Testing for Overreaction and Return Continuations in Stock Price Index Returns

Testing for Overreaction and Return Continuations in Stock Price Index Returns

Nathan Lael Joseph (Aston University, UK) and Khelifa Mazouz (Bradford University, UK)
Copyright: © 2012 |Pages: 20
DOI: 10.4018/978-1-4666-1589-2.ch008
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Abstract

In this paper, the authors examine the impacts of large price changes (or shocks) on the abnormal returns (ARs) of a set of 39 national stock indices. Their initial results support returns continuations for both positive and negative shocks in line with prior results. After controlling for market size, their findings provide support for over-reaction, return continuations and market efficiency, but these result depend on the magnitude of the price shocks. Whilst the market is efficient when the positive shocks are large, the market also over-reacts when negative shocks are large. To illustrate, for large stock markets that are more liquid, positive shocks of more than 5% generate an insignificant day one CAR of -0.004%, whilst negative shocks of more than 5% generate a positive and significant day one CAR of 0.662%. In contrast, positive (negative) shocks of less than 5% generate a significant one day CAR of 0.119% (-0.174%) for these same (large) stock markets.
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1. Introduction

The efficient market hypothesis (EMH) predicts that a security’s price immediately incorporates all information about itself such that future price movements are not predictable or exploitable. Several empirical studies show however that stock returns exhibit systematic patterns after large positive and negative price changes/shocks (see, e.g., Howe, 1986; Park, 1995). Both the over-reaction hypothesis and the return continuations phenomenon have been put forward to explain the systematic price changes on finding that the EMH does not hold (see, e.g., Howe, 1986; Lasfer et al., 2003). Empirical studies directly concerned with the contrarian and momentum strategies (in the absence of large price shocks) show that both strategies can operate at the same time, but apply at different investment horizons (see, e.g., De Bondt & Thaler, 1985; Jegadeesh & Titman, 1993; Conrad & Kaul, 1998). These empirical studies provide the insight that it might be possible to find support for both over-reaction and return continuations following from large price shocks, but that such a result might depend on the degree of return autocorrelations. Since investors might be conservative in their response to small shocks compared with large price shocks, taking the magnitude of the shocks into account might have different impacts on empirical results. Furthermore, if the magnitude of the shock has different impacts on the abnormal returns (ARs), empirical tests of large price changes need to capture both the ARCH and asymmetric effects in the ARs. These arguments are particularly important since there is no clear consensus that the ARs following large price changes are entirely consistent with either market efficiency, over-reaction or return continuations.

Given the above considerations, this paper focuses on two main empirical issues. We examine: i) whether the magnitude of the shock affects the behavior of the ARs; and ii) whether the choice of the model used to estimate the ARs impacts on the results obtained. Both issues are related in the following contexts. First, French et al. (1987) show that returns are positively related with volatility implying that volatility will impact on the ARs that follow from price shocks. Of course, the stock price might quickly adjust to equilibrium following larger price shocks, such that the evidence supports market efficiency. However, the magnitude of the price shock and the associated degree of volatility might also lead to results that support over-reaction and return continuations. We note however, that Bremer and Sweeney (1991) alter their basic one day trigger value of -10% to -7% and -15% but this action did not lead to support for the over-reaction hypothesis. Indeed, prior empirical work that applies different trigger values tends to employ firm-level returns. Firm-level studies rely on what we consider to be relatively large trigger values - around ± 10% (see, e.g., Howe, 1986; Bremer et al., 1997; Atkins & Dyl, 1990). We show later that trigger values of these magnitudes are more likely to generate results that support over-reaction or market efficiency in the case of stock index returns. Of course, the shocks associated with firm-level returns would tend to be much larger than those associated with stock indices. This might explain why return continuations are more likely to arise in stock index returns (see Lasfer et al., 2003; Schnusenberg & Madura, 2001). However, disaggregating the ARs for shocks of different magnitudes may lead to different results.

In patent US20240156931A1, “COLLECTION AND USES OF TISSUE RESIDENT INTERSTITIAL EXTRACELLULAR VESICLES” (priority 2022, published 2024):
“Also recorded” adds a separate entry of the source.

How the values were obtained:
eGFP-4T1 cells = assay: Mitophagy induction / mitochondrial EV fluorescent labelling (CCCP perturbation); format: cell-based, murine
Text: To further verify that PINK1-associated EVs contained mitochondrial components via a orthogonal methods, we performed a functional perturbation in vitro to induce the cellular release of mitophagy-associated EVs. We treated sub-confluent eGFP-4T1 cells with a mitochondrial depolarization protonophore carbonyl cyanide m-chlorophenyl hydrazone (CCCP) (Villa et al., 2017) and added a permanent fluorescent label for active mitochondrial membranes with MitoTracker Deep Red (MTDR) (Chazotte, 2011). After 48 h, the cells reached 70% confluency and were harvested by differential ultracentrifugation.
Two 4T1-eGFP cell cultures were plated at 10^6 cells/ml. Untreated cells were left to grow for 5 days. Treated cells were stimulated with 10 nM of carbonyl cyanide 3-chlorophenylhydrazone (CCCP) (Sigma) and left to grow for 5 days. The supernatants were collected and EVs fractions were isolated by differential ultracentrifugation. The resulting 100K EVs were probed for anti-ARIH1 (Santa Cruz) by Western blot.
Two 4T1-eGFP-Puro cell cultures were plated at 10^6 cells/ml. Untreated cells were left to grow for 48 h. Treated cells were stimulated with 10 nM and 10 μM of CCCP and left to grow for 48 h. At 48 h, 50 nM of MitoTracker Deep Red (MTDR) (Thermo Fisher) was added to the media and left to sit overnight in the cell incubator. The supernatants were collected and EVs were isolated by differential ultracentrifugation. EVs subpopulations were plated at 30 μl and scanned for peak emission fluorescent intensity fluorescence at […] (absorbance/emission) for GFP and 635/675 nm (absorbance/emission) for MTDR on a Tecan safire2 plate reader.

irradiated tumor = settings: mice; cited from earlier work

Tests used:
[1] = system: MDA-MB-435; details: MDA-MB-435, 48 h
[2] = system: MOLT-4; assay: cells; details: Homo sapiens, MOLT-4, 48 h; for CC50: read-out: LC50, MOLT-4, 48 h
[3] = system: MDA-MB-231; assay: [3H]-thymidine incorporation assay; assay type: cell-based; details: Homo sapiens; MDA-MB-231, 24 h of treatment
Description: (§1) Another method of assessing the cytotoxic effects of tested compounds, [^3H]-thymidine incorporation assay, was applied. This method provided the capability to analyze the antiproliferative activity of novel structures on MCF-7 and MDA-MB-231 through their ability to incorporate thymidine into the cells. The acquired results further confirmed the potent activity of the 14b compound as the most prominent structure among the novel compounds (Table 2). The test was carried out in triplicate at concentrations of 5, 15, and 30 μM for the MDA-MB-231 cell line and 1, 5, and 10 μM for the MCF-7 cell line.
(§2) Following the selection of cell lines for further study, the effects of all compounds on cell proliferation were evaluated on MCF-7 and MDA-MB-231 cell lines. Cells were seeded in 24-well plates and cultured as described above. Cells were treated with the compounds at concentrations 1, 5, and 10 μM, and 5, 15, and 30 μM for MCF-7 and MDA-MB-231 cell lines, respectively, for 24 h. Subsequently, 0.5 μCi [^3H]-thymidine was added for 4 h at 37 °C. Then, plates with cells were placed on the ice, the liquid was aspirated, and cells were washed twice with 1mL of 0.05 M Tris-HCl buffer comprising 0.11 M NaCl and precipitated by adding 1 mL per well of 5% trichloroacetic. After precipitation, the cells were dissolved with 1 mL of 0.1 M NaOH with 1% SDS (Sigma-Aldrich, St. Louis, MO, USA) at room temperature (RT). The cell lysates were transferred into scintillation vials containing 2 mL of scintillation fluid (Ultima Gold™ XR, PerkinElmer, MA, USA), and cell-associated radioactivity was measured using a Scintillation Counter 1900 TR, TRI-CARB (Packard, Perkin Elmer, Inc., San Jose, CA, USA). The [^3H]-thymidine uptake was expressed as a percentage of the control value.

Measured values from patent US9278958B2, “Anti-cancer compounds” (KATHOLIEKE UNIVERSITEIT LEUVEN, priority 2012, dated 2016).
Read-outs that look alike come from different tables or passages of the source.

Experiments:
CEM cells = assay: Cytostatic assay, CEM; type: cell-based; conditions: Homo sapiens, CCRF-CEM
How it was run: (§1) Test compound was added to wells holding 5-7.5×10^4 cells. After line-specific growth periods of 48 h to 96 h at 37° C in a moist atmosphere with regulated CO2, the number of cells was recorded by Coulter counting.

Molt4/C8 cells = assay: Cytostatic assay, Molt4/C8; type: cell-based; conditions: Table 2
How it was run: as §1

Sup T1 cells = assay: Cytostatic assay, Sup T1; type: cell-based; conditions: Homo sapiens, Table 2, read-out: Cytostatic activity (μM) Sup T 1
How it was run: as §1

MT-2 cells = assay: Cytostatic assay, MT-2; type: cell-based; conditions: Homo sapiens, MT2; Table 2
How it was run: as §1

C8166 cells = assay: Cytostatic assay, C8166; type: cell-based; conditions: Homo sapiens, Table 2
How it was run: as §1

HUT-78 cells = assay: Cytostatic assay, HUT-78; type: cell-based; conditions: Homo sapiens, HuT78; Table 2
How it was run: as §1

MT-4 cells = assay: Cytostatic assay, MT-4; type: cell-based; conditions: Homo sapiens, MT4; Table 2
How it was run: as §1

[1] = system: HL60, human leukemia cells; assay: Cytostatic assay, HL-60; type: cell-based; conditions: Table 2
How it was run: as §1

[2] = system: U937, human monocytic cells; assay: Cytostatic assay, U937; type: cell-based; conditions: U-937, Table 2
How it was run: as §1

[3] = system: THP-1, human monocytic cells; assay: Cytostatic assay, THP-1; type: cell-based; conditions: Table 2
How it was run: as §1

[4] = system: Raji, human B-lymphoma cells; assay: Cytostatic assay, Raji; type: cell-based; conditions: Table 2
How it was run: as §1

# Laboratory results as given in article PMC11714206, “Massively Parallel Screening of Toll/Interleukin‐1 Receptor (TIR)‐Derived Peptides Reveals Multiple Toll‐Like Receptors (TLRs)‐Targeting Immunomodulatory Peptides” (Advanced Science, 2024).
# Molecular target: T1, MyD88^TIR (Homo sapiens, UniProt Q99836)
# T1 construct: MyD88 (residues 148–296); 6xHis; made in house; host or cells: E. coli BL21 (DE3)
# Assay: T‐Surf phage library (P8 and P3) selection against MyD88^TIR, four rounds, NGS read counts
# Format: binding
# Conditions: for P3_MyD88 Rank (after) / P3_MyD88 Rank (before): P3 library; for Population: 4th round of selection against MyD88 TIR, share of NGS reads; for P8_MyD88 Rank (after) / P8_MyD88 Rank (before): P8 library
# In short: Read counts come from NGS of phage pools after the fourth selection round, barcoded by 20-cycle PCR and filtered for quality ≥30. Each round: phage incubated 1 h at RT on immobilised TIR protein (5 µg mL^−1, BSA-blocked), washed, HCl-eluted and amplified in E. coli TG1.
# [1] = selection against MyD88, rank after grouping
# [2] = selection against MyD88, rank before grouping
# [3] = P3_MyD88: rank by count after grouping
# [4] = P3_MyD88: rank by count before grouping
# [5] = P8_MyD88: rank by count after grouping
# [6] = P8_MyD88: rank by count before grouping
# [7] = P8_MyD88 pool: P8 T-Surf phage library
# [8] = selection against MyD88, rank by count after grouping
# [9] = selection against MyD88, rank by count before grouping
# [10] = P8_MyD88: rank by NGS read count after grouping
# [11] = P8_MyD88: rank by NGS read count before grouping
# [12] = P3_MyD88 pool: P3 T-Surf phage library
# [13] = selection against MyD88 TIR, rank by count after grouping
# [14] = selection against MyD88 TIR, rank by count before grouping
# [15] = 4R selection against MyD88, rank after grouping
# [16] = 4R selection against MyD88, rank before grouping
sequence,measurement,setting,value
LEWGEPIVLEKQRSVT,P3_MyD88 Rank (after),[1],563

Finally, prior empirical work typically estimates the ARs using standard linear estimation methods. Atkins & Dyl (1990), Cox & Peterson (1994) and Bremer et al. (1997) use standard linear methods to estimate various versions of the single beta CAPM and market-adjusted return (MAR) model. If the volatility of returns depends on the magnitude of the price shocks, then models that capture both the ARCH and asymmetry in the ARs would be more appropriate. Furthermore, if the time taken to process market information is a source of volatility clustering that in turn leads to ARCH effects (Engle et al., 1990), then price changes associated with large price shocks will exhibit both ARCH and asymmetric effects, as they would relate to the way the market responds to new information.

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